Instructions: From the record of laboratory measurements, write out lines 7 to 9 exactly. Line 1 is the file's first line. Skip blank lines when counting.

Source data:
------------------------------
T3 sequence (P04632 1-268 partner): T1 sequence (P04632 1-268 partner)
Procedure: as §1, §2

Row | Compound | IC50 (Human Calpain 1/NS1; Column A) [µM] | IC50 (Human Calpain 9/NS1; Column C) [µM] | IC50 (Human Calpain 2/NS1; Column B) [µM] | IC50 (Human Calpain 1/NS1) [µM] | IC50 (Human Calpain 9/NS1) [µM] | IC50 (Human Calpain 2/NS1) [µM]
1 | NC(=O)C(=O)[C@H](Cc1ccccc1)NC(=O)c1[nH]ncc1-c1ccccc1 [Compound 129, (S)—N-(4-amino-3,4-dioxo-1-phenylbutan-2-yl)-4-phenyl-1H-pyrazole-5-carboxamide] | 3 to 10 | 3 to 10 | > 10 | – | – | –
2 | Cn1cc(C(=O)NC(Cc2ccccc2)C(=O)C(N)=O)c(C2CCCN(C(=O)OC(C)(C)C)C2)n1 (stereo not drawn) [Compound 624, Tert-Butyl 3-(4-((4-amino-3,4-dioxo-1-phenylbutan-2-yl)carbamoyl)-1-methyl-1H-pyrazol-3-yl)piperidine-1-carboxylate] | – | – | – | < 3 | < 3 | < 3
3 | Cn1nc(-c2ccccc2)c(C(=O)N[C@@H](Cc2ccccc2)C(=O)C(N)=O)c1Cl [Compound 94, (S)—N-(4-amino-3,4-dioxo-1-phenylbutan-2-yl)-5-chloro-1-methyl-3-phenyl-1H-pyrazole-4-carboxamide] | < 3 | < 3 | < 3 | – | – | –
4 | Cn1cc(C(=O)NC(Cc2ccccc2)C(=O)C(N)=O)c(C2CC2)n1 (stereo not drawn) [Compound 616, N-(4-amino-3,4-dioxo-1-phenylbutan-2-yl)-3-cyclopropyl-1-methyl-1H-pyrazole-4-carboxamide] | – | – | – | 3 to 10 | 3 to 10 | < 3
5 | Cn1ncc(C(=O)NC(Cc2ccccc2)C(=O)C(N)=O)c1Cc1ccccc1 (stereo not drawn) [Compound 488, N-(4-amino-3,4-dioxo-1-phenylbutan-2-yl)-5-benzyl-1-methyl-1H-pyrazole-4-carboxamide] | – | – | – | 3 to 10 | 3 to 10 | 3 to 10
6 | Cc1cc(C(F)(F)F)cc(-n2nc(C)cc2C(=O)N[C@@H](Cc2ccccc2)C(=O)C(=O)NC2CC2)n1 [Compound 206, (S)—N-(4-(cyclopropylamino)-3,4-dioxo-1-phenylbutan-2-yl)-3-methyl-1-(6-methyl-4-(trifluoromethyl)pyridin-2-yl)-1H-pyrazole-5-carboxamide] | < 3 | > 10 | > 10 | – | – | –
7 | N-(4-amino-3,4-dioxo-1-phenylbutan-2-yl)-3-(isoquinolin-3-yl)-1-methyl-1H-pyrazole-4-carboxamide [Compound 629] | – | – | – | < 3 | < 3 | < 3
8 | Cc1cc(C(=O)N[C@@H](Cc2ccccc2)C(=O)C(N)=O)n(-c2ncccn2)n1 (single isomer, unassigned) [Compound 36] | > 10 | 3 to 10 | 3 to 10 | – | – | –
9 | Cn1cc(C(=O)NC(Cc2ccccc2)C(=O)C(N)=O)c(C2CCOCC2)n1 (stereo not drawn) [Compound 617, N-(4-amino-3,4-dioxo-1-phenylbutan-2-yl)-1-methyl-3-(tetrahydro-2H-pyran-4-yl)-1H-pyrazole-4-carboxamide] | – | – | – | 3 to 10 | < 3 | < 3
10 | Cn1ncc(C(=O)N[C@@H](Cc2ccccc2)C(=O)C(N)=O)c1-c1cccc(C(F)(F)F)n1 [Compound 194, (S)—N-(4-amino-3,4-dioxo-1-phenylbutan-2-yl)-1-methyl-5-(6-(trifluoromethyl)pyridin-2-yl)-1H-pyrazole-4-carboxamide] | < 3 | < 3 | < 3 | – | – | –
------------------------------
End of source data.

4 | Cn1cc(C(=O)NC(Cc2ccccc2)C(=O)C(N)=O)c(C2CC2)n1 (stereo not drawn) [Compound 616, N-(4-amino-3,4-dioxo-1-phenylbutan-2-yl)-3-cyclopropyl-1-methyl-1H-pyrazole-4-carboxamide] | – | – | – | 3 to 10 | 3 to 10 | < 3
5 | Cn1ncc(C(=O)NC(Cc2ccccc2)C(=O)C(N)=O)c1Cc1ccccc1 (stereo not drawn) [Compound 488, N-(4-amino-3,4-dioxo-1-phenylbutan-2-yl)-5-benzyl-1-methyl-1H-pyrazole-4-carboxamide] | – | – | – | 3 to 10 | 3 to 10 | 3 to 10
6 | Cc1cc(C(F)(F)F)cc(-n2nc(C)cc2C(=O)N[C@@H](Cc2ccccc2)C(=O)C(=O)NC2CC2)n1 [Compound 206, (S)—N-(4-(cyclopropylamino)-3,4-dioxo-1-phenylbutan-2-yl)-3-methyl-1-(6-methyl-4-(trifluoromethyl)pyridin-2-yl)-1H-pyrazole-5-carboxamide] | < 3 | > 10 | > 10 | – | – | –